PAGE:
How to observe red blood cells

Red blood cells (also known as erythrocytes) are responsible for carrying oxygen from the lungs to the rest of the body. Unlike other cells, red blood cells do not have a nucleus (they have lost it during development). The available space can now be used to carry hemoglobin, the red pigment which carries oxygen. The red blood cells are disk shaped, with an indentation in the center.

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I accidentally cut my finger while preparing food. As an amateur microscopist, this is a fortunate opportunity to do yet another investigation.

The preparation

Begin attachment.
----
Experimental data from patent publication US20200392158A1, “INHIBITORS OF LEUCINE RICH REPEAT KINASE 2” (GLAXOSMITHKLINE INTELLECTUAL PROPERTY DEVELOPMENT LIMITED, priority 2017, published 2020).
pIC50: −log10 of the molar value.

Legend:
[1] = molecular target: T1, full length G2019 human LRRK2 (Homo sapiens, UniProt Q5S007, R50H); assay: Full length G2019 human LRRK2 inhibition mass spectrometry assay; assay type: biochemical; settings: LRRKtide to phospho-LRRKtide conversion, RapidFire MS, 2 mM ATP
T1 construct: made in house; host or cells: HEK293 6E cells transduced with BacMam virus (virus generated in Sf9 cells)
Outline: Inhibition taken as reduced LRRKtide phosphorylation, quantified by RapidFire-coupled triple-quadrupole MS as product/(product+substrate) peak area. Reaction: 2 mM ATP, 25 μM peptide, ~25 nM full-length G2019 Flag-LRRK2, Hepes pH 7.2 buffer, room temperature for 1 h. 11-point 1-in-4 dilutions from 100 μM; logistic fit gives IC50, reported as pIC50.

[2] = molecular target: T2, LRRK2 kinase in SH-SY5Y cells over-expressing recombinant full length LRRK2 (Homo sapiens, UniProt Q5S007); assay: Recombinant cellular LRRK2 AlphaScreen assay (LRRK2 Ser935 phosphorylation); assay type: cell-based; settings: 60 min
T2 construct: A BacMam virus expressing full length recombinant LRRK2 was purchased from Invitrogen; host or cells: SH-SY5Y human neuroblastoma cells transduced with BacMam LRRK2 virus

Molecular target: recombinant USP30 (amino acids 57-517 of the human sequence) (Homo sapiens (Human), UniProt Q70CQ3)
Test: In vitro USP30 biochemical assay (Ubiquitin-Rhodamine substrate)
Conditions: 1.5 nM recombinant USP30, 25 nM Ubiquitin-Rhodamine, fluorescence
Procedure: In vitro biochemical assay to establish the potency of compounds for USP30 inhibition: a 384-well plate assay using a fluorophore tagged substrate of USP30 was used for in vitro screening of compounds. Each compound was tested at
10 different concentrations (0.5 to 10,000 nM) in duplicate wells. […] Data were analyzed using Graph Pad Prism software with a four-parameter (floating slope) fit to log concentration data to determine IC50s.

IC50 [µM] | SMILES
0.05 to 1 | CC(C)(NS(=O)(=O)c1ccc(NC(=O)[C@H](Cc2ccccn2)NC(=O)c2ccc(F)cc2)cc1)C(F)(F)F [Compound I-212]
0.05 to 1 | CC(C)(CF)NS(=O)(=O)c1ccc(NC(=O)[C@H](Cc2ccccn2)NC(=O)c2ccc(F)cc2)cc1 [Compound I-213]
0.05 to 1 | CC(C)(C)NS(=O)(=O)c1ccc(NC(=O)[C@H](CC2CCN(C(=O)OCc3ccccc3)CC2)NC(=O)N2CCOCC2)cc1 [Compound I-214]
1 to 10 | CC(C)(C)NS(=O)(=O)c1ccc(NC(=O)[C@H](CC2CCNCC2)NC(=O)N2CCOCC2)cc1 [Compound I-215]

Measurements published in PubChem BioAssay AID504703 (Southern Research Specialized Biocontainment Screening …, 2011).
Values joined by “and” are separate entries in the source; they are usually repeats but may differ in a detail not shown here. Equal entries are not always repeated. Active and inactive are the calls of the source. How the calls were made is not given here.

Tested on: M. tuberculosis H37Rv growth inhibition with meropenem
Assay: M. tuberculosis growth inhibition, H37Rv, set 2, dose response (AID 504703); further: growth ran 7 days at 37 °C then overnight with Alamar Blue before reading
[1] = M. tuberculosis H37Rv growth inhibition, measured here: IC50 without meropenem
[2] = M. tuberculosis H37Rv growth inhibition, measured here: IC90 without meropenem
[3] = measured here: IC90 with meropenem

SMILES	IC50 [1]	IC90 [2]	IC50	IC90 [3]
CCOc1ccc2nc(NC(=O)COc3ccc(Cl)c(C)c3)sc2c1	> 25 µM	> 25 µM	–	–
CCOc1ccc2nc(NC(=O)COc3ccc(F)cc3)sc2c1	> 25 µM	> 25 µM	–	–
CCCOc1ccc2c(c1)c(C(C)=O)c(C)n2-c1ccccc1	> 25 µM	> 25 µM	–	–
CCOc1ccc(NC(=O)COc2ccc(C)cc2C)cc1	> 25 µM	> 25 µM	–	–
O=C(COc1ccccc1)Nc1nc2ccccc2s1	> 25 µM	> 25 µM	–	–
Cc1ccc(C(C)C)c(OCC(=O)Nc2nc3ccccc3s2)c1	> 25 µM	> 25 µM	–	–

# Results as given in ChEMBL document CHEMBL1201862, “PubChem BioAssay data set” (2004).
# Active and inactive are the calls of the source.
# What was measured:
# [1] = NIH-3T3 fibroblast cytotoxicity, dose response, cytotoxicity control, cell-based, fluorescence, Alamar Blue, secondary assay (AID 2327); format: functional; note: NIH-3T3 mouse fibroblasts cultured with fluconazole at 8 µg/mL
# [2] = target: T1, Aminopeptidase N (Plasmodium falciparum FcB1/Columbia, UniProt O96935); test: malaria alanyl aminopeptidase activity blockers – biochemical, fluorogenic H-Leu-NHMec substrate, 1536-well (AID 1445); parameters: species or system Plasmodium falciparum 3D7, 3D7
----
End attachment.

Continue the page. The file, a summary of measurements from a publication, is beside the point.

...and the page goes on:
The cells can be observed in a wet mount. one only has to make sure that the amount of blood between slide and cover glass is low. otherwise it is not possible to see individual cells.

If you are interested in making a permanent mount, then the blood must be dried first. A small drop of blood was placed on the slide and spread with the corner of a cover glass. The cover glass was held at an angle of about 45 degrees into the drop. The cover glass was then pulled across the slide once, spreading the blood. The slide was then air dried and the slide was observed without mounting medium (the loss of quality is tolerable).

After drying, I added mounting medium to make a permanent mount. The excess dried blood was then washed off.

Red blood cells of human blood. No mounting medium used. Taken with 60x objective.
Red blood cells of human blood. No mounting medium used. Taken with 60x objective.
Blood in dark field
Blood observed with a dark field patch stop.
Blood in oblique illumination
Here the light comes mostly from one side, giving the cells a slightly three dimensional impression